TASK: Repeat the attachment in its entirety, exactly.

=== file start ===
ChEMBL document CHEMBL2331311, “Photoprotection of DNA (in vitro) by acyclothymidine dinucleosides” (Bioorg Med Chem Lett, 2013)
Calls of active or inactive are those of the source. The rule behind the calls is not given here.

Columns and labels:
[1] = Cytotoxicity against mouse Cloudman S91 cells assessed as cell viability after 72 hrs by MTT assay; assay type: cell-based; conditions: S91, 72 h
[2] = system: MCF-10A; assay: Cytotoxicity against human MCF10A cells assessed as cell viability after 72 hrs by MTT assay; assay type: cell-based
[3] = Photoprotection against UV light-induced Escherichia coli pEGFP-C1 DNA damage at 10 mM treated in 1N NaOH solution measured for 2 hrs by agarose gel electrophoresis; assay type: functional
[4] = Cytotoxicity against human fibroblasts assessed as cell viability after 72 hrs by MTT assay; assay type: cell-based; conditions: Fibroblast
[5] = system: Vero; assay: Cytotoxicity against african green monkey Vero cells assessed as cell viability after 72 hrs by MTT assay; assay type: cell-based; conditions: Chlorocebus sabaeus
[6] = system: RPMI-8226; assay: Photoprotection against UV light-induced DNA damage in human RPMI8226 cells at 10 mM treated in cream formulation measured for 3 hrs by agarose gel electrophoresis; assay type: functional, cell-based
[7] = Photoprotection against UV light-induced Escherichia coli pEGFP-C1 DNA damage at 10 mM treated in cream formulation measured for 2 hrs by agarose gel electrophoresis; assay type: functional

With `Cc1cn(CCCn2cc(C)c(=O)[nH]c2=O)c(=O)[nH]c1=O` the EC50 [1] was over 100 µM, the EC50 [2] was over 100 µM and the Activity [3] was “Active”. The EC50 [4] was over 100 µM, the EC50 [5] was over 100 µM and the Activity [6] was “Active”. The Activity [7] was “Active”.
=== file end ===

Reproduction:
ChEMBL document CHEMBL2331311, “Photoprotection of DNA (in vitro) by acyclothymidine dinucleosides” (Bioorg Med Chem Lett, 2013)
Calls of active or inactive are those of the source. The rule behind the calls is not given here.

Columns and labels:
[1] = Cytotoxicity against mouse Cloudman S91 cells assessed as cell viability after 72 hrs by MTT assay; assay type: cell-based; conditions: S91, 72 h
[2] = system: MCF-10A; assay: Cytotoxicity against human MCF10A cells assessed as cell viability after 72 hrs by MTT assay; assay type: cell-based
[3] = Photoprotection against UV light-induced Escherichia coli pEGFP-C1 DNA damage at 10 mM treated in 1N NaOH solution measured for 2 hrs by agarose gel electrophoresis; assay type: functional
[4] = Cytotoxicity against human fibroblasts assessed as cell viability after 72 hrs by MTT assay; assay type: cell-based; conditions: Fibroblast
[5] = system: Vero; assay: Cytotoxicity against african green monkey Vero cells assessed as cell viability after 72 hrs by MTT assay; assay type: cell-based; conditions: Chlorocebus sabaeus
[6] = system: RPMI-8226; assay: Photoprotection against UV light-induced DNA damage in human RPMI8226 cells at 10 mM treated in cream formulation measured for 3 hrs by agarose gel electrophoresis; assay type: functional, cell-based
[7] = Photoprotection against UV light-induced Escherichia coli pEGFP-C1 DNA damage at 10 mM treated in cream formulation measured for 2 hrs by agarose gel electrophoresis; assay type: functional

With `Cc1cn(CCCn2cc(C)c(=O)[nH]c2=O)c(=O)[nH]c1=O` the EC50 [1] was over 100 µM, the EC50 [2] was over 100 µM and the Activity [3] was “Active”. The EC50 [4] was over 100 µM, the EC50 [5] was over 100 µM and the Activity [6] was “Active”. The Activity [7] was “Active”.